Joined: 27 Jan 2003
Location: Hong Kong
|Posted: Wed Mar 30, 2022 11:58 am Post subject: 13 Books That Will Actually Make You Laugh Out Loud
|13 Books That Will Actually Make You Laugh Out Loud
From ‘The Sellout’ to ‘A Confederacy of Dunces’.
We tend to ask a lot of books. We want them to make us feel, to make us cry, to make us less lonely, to connect us to other people. We want them to touch on topical social issues while also saying something new. One could argue, though, that the hardest thing we might ask of a book is to make us laugh. And I don’t mean a huh-that’s-funny non-laugh. I’m talking about something that actually makes you stifle snorts on the subway, that provokes a rumbling of hearty belly-laughs in Starbucks. Think about it: what was the last book you read that provoked that kind of response?
Well, we put the question to Book Twitter, and its always-helpful members came back to us with the following suggestions:
The Sellout by Paul Beatty (see also: all books by Paul Beatty)
“All books by Paul Beatty” was a pretty standard response to our question, but the most-mentioned title from his back catalog was unquestionably The Sellout. Winner of the 2016 Man Booker Prize, this biting, uproarious satire follows a young man resigned to his lower-middle-class upbringing in Dickens, California. Raised by a controversial sociologist, he becomes the subject of a number of racially charged psychology studies. Then his father is killed in a police shoot-out and his embarrassment of a hometown is quite literally removed from the state map. That’s when the narrator decides to take matters into his own hands: he’s going to make sure Dickens, California is a place to be remembered… by reinstating slavery and segregation.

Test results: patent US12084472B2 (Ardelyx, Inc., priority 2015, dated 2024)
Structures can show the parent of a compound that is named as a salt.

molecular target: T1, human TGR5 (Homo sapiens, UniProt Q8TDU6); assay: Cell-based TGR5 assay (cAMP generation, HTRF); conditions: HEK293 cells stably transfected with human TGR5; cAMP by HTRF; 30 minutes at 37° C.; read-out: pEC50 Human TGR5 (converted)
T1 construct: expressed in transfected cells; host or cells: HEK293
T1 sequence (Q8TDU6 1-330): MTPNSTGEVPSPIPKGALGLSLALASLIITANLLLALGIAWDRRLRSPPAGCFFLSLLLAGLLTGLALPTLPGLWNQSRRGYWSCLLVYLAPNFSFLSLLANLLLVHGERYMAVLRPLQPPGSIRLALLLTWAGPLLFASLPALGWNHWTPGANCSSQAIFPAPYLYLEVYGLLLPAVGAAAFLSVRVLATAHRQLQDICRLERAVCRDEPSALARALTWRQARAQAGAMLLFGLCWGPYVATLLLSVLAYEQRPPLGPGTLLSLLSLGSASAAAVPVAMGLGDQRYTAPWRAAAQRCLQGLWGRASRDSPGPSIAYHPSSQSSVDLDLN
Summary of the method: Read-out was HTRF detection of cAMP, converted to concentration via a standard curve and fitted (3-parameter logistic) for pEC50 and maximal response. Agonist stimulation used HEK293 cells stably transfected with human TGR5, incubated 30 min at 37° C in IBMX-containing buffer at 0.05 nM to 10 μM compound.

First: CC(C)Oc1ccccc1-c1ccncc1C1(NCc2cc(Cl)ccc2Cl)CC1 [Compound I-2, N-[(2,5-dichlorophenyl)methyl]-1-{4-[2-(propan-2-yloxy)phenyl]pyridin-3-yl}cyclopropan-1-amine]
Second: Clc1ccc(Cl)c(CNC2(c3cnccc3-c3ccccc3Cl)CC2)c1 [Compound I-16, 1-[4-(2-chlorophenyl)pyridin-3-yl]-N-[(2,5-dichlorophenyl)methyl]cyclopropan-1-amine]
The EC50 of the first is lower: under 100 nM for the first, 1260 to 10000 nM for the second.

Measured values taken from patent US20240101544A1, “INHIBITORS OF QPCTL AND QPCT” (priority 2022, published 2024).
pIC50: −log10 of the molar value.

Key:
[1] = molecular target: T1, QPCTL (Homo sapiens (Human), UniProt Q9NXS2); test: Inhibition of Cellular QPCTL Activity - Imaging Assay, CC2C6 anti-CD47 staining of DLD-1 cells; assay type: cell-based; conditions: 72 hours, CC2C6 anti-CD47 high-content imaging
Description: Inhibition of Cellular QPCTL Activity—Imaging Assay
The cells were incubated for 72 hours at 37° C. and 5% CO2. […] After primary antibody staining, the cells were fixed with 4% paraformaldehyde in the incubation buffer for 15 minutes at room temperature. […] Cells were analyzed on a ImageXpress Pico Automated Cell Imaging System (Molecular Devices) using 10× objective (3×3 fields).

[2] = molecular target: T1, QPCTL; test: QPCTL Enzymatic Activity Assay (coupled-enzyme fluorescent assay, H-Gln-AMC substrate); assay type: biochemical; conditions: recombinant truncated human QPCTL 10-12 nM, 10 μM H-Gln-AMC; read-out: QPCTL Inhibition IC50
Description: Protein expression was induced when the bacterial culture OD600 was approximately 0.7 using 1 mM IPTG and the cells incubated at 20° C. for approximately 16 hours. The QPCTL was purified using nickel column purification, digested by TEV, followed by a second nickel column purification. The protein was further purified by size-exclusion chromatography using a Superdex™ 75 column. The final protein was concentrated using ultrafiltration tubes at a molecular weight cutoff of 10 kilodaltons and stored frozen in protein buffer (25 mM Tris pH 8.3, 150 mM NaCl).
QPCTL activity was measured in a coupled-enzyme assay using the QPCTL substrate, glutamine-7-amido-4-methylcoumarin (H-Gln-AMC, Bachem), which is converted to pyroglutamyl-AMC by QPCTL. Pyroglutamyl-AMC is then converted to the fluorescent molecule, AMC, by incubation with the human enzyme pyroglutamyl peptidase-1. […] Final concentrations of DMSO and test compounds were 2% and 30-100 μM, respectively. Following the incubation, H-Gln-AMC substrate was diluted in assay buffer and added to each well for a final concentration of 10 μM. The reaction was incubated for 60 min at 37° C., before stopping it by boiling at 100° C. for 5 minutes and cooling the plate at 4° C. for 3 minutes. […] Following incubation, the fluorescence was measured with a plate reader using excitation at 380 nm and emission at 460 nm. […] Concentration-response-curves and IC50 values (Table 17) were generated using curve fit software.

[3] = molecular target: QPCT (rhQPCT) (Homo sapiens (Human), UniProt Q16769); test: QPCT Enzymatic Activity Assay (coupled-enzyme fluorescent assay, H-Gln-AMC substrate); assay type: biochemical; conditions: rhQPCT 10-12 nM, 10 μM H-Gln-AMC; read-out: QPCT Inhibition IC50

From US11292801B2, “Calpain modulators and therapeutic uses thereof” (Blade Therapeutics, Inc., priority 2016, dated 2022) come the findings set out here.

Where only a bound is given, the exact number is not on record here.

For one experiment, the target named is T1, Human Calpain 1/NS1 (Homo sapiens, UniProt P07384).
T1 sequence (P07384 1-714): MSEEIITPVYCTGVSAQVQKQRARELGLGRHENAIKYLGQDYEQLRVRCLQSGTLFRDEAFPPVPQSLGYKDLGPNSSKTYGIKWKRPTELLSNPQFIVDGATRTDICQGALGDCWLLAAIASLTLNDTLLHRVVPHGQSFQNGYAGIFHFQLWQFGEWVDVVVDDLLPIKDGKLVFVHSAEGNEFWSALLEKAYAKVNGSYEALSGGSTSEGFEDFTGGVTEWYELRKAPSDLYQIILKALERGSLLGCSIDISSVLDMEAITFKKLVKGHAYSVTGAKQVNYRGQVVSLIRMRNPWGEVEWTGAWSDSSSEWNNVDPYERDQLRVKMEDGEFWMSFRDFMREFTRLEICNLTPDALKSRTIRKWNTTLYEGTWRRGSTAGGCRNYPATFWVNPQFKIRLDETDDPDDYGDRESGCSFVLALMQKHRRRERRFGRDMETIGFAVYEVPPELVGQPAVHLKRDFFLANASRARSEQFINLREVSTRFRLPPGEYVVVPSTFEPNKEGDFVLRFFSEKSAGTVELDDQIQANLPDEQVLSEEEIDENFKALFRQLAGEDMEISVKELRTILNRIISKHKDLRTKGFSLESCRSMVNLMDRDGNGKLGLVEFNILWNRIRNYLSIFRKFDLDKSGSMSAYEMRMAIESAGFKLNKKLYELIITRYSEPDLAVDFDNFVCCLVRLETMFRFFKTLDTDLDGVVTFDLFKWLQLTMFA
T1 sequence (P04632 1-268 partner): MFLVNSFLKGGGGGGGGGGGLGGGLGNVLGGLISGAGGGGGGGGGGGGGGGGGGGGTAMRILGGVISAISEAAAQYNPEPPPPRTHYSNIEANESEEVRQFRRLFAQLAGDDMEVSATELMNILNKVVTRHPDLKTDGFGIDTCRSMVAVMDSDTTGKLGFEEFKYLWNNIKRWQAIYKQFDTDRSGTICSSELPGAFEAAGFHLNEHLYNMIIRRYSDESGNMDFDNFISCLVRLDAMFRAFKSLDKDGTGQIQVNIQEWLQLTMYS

Calypso by David Sedaris
Multiple books by the beloved American humorist were suggested, but the one that seemed to have readers in stitches most often was Calypso. In this 2018 collection of deeply personal, darkly funny essays, David Sedaris focuses his wit squarely on himself: what starts as a relaxing stint at the Sea Section (his vacation home) turns into a series of inescapable reflections on middle age, failures of the body, and his own mortality. (But in a fun way!)
The Pisces by Melissa Broder
A woman falls in love with a merman. A woman falls in love with a merman! A woman falls in love with a merman, and it gets surprisingly erotic. We’ll leave the actual physics of this up to your imagination (and to Melissa Broder). Imagine a love story told in that hilarious, self-deprecating @sosadtoday tone. Come for the fish sex, stay for the relatable cynicism.
The Lost Continent by Bill Bryson
Beloved travel writer and Iowa native Bill Bryson gives Kerouac a run for his money and traverses 13,978 miles in search of small-town America in the late 1980s. Trudging through 38 states, Bill Bryson finds something to complain about in pretty much all of them. If you, too, are disappointed by Connecticut and think of Lake Erie as “a large toilet,” this might be the book for you.
Less by Andrew Sean Greer
What could possibly go wrong? This is what Arthur Less wonders when he accepts every invitation to literary events around the world—in a desperate attempt to run from his real life. He’s a failed novelist, his last long-term love is engaged, and he’s about to hit the big five-oh. So, on we go. Following a protagonist with a f*ck-it attitude and very little to lose from a Moroccan ski chalet to a Christian Retreat Center in Southern India—what could possibly go wrong??
Made for Love by Alissa Nutting
To escape her sinister tech C.E.O. husband, a hapless young woman moves back home with her dad, who happens to live in a Floridian trailer park built specifically for senior citizens. Her dad, however, is already cohabiting with a freakishly life-like sex doll named Diane. As if that weren’t weird enough, in a nearby beach town, a handsome con man finds himself developing a fetish for dolphins, having been bitten by one. As you do. This being an Alissa Nutting book, Made for Love is deliciously funny in dark, perverse, and sometime quite sweet ways.
A Confederacy of Dunces by John Kennedy Toole
One of the most iconic comic novels of the twentieth century and a true cult classic of American fiction. Ignatius J. Reilly is a slothful thirty-year-old crank who lives with his mother in early 1960s New Orleans. In his reluctant quest for employment, this modern day Don Quixote gets up to all manner of hijinks, with all manner of oddballs, in the vibrant chaos of the French Quarter.